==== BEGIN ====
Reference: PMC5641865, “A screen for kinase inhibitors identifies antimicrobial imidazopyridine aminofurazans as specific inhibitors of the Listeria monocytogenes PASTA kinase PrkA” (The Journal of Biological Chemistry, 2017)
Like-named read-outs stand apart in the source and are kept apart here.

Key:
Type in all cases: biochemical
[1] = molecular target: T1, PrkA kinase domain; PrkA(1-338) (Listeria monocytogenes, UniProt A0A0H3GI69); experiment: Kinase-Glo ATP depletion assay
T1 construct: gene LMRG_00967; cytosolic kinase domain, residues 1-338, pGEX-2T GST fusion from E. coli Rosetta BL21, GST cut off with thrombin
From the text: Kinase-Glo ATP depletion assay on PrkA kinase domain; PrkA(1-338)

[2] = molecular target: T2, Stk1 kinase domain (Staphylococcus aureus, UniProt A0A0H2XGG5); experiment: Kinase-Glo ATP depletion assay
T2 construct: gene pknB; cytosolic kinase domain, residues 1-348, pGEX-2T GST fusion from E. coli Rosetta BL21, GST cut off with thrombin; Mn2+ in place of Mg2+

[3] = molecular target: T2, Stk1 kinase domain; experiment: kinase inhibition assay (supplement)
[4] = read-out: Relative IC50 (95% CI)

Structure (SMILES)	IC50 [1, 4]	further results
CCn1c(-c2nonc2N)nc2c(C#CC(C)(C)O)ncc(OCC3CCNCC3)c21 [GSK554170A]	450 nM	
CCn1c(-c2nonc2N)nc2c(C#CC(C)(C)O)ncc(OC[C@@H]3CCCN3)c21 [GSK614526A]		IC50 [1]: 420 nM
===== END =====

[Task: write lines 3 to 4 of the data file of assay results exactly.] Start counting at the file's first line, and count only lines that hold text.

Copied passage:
Key:
Type in all cases: biochemical